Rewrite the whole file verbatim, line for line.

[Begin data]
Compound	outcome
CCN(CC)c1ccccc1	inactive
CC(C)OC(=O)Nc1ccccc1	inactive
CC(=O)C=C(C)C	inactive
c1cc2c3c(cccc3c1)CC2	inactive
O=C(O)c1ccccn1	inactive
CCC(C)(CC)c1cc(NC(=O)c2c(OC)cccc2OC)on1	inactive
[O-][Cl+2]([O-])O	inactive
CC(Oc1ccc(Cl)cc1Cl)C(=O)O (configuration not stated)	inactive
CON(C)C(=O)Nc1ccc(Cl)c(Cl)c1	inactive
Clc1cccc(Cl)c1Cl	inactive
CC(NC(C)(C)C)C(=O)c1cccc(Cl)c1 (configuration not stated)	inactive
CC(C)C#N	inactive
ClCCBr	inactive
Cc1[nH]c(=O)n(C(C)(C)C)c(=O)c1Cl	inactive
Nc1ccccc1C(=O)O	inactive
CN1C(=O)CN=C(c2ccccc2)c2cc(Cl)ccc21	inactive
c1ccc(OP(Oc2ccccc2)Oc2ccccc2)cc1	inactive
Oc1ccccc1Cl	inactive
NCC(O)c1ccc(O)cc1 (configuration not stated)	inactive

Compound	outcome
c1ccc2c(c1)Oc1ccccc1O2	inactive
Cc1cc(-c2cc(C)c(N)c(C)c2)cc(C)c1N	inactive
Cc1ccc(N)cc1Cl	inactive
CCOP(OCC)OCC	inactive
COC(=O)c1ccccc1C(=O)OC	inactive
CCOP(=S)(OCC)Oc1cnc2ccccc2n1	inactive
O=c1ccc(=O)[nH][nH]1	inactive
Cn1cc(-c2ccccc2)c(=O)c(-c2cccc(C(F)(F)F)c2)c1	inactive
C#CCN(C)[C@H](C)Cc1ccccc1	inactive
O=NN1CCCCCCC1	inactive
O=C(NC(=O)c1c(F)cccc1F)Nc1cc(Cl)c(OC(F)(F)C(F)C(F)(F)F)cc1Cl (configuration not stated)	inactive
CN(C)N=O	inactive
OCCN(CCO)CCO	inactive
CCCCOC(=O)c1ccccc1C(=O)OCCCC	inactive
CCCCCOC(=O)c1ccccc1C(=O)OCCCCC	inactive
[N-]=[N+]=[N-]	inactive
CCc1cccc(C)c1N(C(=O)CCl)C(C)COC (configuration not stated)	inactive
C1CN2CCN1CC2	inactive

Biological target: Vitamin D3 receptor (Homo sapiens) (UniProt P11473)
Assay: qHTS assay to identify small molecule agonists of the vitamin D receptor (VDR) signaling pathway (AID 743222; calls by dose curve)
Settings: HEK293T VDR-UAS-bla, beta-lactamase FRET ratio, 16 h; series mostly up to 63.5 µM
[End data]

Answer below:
Compound	outcome
CCN(CC)c1ccccc1	inactive
CC(C)OC(=O)Nc1ccccc1	inactive
CC(=O)C=C(C)C	inactive
c1cc2c3c(cccc3c1)CC2	inactive
O=C(O)c1ccccn1	inactive
CCC(C)(CC)c1cc(NC(=O)c2c(OC)cccc2OC)on1	inactive
[O-][Cl+2]([O-])O	inactive
CC(Oc1ccc(Cl)cc1Cl)C(=O)O (configuration not stated)	inactive
CON(C)C(=O)Nc1ccc(Cl)c(Cl)c1	inactive
Clc1cccc(Cl)c1Cl	inactive
CC(NC(C)(C)C)C(=O)c1cccc(Cl)c1 (configuration not stated)	inactive
CC(C)C#N	inactive
ClCCBr	inactive
Cc1[nH]c(=O)n(C(C)(C)C)c(=O)c1Cl	inactive
Nc1ccccc1C(=O)O	inactive
CN1C(=O)CN=C(c2ccccc2)c2cc(Cl)ccc21	inactive
c1ccc(OP(Oc2ccccc2)Oc2ccccc2)cc1	inactive
Oc1ccccc1Cl	inactive
NCC(O)c1ccc(O)cc1 (configuration not stated)	inactive

Compound	outcome
c1ccc2c(c1)Oc1ccccc1O2	inactive
Cc1cc(-c2cc(C)c(N)c(C)c2)cc(C)c1N	inactive
Cc1ccc(N)cc1Cl	inactive
CCOP(OCC)OCC	inactive
COC(=O)c1ccccc1C(=O)OC	inactive
CCOP(=S)(OCC)Oc1cnc2ccccc2n1	inactive
O=c1ccc(=O)[nH][nH]1	inactive
Cn1cc(-c2ccccc2)c(=O)c(-c2cccc(C(F)(F)F)c2)c1	inactive
C#CCN(C)[C@H](C)Cc1ccccc1	inactive
O=NN1CCCCCCC1	inactive
O=C(NC(=O)c1c(F)cccc1F)Nc1cc(Cl)c(OC(F)(F)C(F)C(F)(F)F)cc1Cl (configuration not stated)	inactive
CN(C)N=O	inactive
OCCN(CCO)CCO	inactive
CCCCOC(=O)c1ccccc1C(=O)OCCCC	inactive
CCCCCOC(=O)c1ccccc1C(=O)OCCCCC	inactive
[N-]=[N+]=[N-]	inactive
CCc1cccc(C)c1N(C(=O)CCl)C(C)COC (configuration not stated)	inactive
C1CN2CCN1CC2	inactive

Biological target: Vitamin D3 receptor (Homo sapiens) (UniProt P11473)
Assay: qHTS assay to identify small molecule agonists of the vitamin D receptor (VDR) signaling pathway (AID 743222; calls by dose curve)
Settings: HEK293T VDR-UAS-bla, beta-lactamase FRET ratio, 16 h; series mostly up to 63.5 µM